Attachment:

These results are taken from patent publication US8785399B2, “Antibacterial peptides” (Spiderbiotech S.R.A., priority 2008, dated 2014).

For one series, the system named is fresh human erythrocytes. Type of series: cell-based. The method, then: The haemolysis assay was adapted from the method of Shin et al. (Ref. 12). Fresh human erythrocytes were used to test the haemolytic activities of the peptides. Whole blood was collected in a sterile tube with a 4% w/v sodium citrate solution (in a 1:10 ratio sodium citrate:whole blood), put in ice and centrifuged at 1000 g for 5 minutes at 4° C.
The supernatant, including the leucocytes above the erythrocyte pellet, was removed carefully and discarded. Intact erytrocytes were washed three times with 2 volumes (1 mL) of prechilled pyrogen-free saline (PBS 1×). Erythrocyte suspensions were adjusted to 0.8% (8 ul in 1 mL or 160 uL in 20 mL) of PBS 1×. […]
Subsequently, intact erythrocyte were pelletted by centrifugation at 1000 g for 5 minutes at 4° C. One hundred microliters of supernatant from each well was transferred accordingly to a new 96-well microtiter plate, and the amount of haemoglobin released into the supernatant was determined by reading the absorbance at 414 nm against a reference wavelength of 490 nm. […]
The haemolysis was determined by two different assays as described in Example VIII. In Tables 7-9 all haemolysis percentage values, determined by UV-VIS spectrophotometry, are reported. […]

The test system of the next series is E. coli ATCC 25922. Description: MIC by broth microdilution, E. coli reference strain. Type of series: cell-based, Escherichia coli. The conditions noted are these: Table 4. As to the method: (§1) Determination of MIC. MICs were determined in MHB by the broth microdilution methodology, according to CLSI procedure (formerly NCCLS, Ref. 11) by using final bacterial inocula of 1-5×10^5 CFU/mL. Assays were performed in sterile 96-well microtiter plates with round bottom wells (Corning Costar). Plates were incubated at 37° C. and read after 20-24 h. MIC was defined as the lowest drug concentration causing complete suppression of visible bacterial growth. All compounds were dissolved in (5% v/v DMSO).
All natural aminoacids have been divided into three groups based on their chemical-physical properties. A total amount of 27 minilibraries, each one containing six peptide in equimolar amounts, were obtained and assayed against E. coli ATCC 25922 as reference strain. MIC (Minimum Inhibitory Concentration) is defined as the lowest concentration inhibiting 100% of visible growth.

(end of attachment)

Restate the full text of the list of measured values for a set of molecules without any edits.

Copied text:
These results are taken from patent publication US8785399B2, “Antibacterial peptides” (Spiderbiotech S.R.A., priority 2008, dated 2014).

For one series, the system named is fresh human erythrocytes. Type of series: cell-based. The method, then: The haemolysis assay was adapted from the method of Shin et al. (Ref. 12). Fresh human erythrocytes were used to test the haemolytic activities of the peptides. Whole blood was collected in a sterile tube with a 4% w/v sodium citrate solution (in a 1:10 ratio sodium citrate:whole blood), put in ice and centrifuged at 1000 g for 5 minutes at 4° C.
The supernatant, including the leucocytes above the erythrocyte pellet, was removed carefully and discarded. Intact erytrocytes were washed three times with 2 volumes (1 mL) of prechilled pyrogen-free saline (PBS 1×). Erythrocyte suspensions were adjusted to 0.8% (8 ul in 1 mL or 160 uL in 20 mL) of PBS 1×. […]
Subsequently, intact erythrocyte were pelletted by centrifugation at 1000 g for 5 minutes at 4° C. One hundred microliters of supernatant from each well was transferred accordingly to a new 96-well microtiter plate, and the amount of haemoglobin released into the supernatant was determined by reading the absorbance at 414 nm against a reference wavelength of 490 nm. […]
The haemolysis was determined by two different assays as described in Example VIII. In Tables 7-9 all haemolysis percentage values, determined by UV-VIS spectrophotometry, are reported. […]

The test system of the next series is E. coli ATCC 25922. Description: MIC by broth microdilution, E. coli reference strain. Type of series: cell-based, Escherichia coli. The conditions noted are these: Table 4. As to the method: (§1) Determination of MIC. MICs were determined in MHB by the broth microdilution methodology, according to CLSI procedure (formerly NCCLS, Ref. 11) by using final bacterial inocula of 1-5×10^5 CFU/mL. Assays were performed in sterile 96-well microtiter plates with round bottom wells (Corning Costar). Plates were incubated at 37° C. and read after 20-24 h. MIC was defined as the lowest drug concentration causing complete suppression of visible bacterial growth. All compounds were dissolved in (5% v/v DMSO).
All natural aminoacids have been divided into three groups based on their chemical-physical properties. A total amount of 27 minilibraries, each one containing six peptide in equimolar amounts, were obtained and assayed against E. coli ATCC 25922 as reference strain. MIC (Minimum Inhibitory Concentration) is defined as the lowest concentration inhibiting 100% of visible growth.